Negotiations on the settlement of the Nagorno-Karabakh conflict are conducted on the basis of the Kazan principles, Sergey Markov, Director of the Russian Institute of Political Studies, said at a conference titled "Azerbaijan in Eurospace", Trend reports.
He recalled that 1 million refugees and internally displaced persons live in Azerbaijan and that the UN Security Council, the Parliamentary Assembly of the Council of Europe (PACE) and the European Parliament have repeatedly adopted resolutions reaffirming that Nagorno-Karabakh is an integral part of Azerbaijan.
Markov also said that no country recognized Nagorno-Karabakh as a separate independent state.
"Some consider the Nagorno-Karabakh conflict to be a frozen conflict, because there is no movement of armed forces and no peacekeeping forces are stationed. But this conflict cannot be considered frozen due to the occurrence of various incidents,” he said.
“Hostilities did indeed take place on the contact line of troops in April of 2016. While it only lasted for a short time – namely four days, hundreds of servicemen and civilians were killed. Official Moscow, having talked over the phone with the leaderships of Azerbaijan and Armenia several times, asked to stop the military hostilities," Markov added.
According to the Director of the Institute, Armenia occupied not only Nagorno-Karabakh, but also seven adjacent regions.
“Ethnic cleansing was carried out in these regions, and locals were expelled from these territories. The OSCE Minsk Group was created to resolve the conflict, and certain measures were taken for holding negotiations,” he noted.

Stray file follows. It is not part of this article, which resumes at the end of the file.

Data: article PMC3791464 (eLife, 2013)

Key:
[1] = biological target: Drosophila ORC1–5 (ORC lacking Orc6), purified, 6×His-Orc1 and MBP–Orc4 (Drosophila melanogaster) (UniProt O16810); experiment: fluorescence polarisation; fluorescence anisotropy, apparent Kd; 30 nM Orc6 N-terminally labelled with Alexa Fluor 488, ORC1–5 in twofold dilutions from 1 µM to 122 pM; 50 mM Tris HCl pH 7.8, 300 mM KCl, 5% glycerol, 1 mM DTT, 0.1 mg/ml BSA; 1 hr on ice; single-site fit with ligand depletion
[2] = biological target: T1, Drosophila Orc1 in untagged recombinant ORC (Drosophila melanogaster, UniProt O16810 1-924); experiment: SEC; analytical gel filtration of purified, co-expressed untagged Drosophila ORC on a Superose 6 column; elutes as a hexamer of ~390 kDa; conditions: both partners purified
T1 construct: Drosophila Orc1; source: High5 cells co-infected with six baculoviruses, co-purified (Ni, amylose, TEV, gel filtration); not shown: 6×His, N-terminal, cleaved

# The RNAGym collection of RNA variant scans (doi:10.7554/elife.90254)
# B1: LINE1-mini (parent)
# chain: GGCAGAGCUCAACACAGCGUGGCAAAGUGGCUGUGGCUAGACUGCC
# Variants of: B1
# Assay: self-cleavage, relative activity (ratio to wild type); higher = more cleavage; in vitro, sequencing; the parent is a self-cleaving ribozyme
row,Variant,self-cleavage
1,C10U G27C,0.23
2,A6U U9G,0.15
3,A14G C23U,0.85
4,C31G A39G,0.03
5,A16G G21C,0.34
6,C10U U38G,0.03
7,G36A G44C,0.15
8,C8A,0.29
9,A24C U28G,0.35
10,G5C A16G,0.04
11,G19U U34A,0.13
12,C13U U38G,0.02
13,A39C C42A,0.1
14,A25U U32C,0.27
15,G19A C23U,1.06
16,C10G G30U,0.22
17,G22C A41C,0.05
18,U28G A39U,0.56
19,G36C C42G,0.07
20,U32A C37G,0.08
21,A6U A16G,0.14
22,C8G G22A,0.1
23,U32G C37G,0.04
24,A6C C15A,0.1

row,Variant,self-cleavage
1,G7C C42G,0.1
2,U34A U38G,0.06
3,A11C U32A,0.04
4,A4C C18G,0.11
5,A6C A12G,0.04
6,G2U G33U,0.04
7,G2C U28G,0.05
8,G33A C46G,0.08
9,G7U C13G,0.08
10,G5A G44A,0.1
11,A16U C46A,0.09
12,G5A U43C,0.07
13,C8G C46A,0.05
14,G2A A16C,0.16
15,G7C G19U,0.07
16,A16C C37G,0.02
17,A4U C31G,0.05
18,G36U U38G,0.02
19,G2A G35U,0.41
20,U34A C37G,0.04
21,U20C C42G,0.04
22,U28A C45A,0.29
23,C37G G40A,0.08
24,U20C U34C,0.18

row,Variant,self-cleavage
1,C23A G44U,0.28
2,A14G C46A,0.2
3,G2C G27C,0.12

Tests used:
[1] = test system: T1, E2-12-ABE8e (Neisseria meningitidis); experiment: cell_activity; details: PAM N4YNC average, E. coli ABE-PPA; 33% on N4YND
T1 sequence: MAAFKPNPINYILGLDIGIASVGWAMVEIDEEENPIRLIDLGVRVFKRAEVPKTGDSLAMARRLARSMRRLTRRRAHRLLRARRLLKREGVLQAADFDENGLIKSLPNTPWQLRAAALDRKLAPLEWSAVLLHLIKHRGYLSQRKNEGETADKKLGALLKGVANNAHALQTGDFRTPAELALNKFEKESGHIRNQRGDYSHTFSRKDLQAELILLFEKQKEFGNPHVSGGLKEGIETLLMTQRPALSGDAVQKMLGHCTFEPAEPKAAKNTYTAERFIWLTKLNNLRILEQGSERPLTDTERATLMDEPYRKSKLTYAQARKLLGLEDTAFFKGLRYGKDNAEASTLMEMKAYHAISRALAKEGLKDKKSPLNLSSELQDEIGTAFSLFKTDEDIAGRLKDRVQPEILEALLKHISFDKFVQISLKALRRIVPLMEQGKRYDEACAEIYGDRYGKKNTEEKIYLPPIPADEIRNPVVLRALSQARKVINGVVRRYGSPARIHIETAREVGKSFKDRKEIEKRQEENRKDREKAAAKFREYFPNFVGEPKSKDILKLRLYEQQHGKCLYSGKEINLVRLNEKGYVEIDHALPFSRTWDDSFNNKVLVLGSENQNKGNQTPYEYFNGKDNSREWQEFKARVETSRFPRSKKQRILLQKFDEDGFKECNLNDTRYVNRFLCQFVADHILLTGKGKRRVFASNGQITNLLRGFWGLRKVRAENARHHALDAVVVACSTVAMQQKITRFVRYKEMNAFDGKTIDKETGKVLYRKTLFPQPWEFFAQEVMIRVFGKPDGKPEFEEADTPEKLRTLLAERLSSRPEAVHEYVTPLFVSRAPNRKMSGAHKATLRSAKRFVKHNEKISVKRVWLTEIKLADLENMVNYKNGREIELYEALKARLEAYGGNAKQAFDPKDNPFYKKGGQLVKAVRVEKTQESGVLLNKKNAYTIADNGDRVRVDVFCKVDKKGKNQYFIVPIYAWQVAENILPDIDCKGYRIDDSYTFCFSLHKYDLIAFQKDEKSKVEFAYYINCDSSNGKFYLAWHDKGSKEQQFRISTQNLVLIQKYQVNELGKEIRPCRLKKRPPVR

“Moreover, the Kazan Principles adopted on the initiative of Russia envisage a compromise, according to which Armenia returns the seven occupied regions to Azerbaijan. Azerbaijan lifts the economic blockade around Armenia and Nagorno Karabakh, and then gives a temporary status to Nagorno Karabakh, followed by the withdrawal of the Armenian forces. Currently, negotiations are continuing on the basis of these principles," Markov concluded.
The conflict between the two South Caucasus countries began in 1988 when Armenia made territorial claims against Azerbaijan. As a result of the ensuing war, in 1992 Armenian armed forces occupied 20 percent of Azerbaijan, including the Nagorno-Karabakh region and seven surrounding districts.
The 1994 ceasefire agreement was followed by peace negotiations. Armenia has not yet implemented four UN Security Council resolutions on withdrawal of its armed forces from the Nagorno Karabakh and the surrounding districts.
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